Team Member Role(s) Profile
Fazal Ali Fazal Ali Section Editor
Madhaven Papanna Madhavan Papanna Segment Author

Section editor: Mr Fazal Ali 

Segment author: Mr Madhavan Papanna 

Document history:  15/09/2019

Version 1 



-Dominance/Occupation/General Health

- Age will give an hint to the likelihood  of certain pathology correlating to the patients symptoms.  

For Example:

- Osteochondritis dissecans may be the underlying cause of elbow locking in young patients, whereas in elderly patients with same symptoms it  is more likely to be due to the loose bodies formation from degenerative OA.

Rheumatoid arthritis, occurrence is more common in women and  elbow may be the first affected joint at presentation.

-Enquiry into hand dominance should be made, since a disorder of the dominant elbow may affect work, inability to participate in sporting activity or ADL.

General Health

   Medical co-morbidities

   Generalized musculoskeletal disorder


   Sporting activities


Presenting Symptoms

Pain: Nature/Location/Frequency/Aggravating and relieving factors/Radiation

Stiffness:It may be due to several causes, but more commonly due to trauma, osteoarthritis and inflammatory  arthropathies. Loose bodies in the elbow joint can cause intermittent locking and reduced ROM.

  • Expose and stand the patient 
  • Look 
  • Move
  • Feel
  • Provocative tests 
  • Instability tests
  • General Inspection

Muscle wasting, Dysmorphic Features, Popeye sign ,Posture, Scar and Skin (Fig 1)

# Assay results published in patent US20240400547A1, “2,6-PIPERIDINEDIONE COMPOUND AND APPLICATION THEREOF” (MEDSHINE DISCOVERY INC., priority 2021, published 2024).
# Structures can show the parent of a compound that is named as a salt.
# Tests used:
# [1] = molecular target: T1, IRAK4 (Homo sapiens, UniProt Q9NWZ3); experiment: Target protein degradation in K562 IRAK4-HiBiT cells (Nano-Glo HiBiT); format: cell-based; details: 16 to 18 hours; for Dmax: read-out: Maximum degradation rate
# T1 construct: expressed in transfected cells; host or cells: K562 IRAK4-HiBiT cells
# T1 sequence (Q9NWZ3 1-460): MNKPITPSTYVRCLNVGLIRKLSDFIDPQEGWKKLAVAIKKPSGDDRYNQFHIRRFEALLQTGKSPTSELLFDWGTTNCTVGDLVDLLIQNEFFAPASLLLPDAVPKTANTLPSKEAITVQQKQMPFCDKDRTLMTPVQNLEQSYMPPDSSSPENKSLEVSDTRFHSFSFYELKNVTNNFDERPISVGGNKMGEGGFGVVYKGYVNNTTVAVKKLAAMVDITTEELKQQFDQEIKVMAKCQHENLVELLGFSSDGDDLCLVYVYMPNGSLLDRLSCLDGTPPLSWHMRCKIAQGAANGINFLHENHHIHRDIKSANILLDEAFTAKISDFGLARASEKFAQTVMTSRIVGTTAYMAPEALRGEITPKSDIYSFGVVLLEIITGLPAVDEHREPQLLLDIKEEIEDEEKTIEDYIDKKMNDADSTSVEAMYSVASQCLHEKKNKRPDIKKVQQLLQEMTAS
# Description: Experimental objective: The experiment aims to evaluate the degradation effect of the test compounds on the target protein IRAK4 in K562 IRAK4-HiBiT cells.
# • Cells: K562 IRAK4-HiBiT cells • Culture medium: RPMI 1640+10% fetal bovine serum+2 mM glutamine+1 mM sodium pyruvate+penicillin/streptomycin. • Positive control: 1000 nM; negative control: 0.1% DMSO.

Clinical elbow 1.png

Figure 1 1.Inspection of the elbow from front and side followed by medial and posteriorly.From the front carrying angle is noted

  • Axial alignment

- Look from the front assessing the carrying angle, Gunstock deformity

- Inspect from the sides and then  posteriorly and never forget to  look medially especially for scars.

- Active followed by Passive movements

Flexion and Extension

- Ask patient to extend both elbows with shoulder abducted and then 

Clinical elbow 2.png

Clinical elbow 3.png

Figure 2 and Figure 3.Flexion and Extension compared with arm abducted

Pronation and Supination

-  Ask patient to put elbows to their side and test for pronation and supination (Fig 4 and Fig 5).This movement can be quantified by either asking them to  hold a pencil in the hand or point their thumb upwards and compare each side.

  • Functional Range of movements

- Flexion - Extension 

   30 -1300 

- Pronation and Supination : 500  each from neutral

Clinical elbow 4.png

Clinical elbow 5.png

Figure 4 and Figure 5.Pronation and supination movements can be easily assessed with the elbow held against the sides to minimize compensation from the shoulders

Palpate painful bit last Lateral to medial : examiner should put one finger on the medial epicondyle, one finger on the lateral epicondyle and one  onthe tip of the olecranon process.


    - Palpation should be systematic, involving the lateral supra condylar ridge, lateral epicondyle, common extensor origin, radio-capitellar joint, radial head and lateral collateral Ligament.The extensor carpi radialis brevis and longus muscle can be assessed by resisted wrist extension in neutral and radial deviation, respectively

Differential diagnosis of lateral  

       elbow pain and swelling

-Tennis elbow

-Radio-capitellar OA

-Osteochondritis dissecans

-Congenital or traumatic radial head 




- Tenderness over medial eicondyle and common extensor origin, will indicate medial epicondylitis.The ulnar nerve should be palpating and it can be easily felt behind the medial  epicondyle. It is important to identify the position of the ulnar nerve during flexion and extension of  the elbow and feel for a  subluxing ulnar nerve. If the ulnar nerve is subluxing,it may give rise to medial elbow pain. 

Differential diagnosis of Medial elbow pain

Cubital tunnel syndrome

Golfer's elbow

Pronator syndrome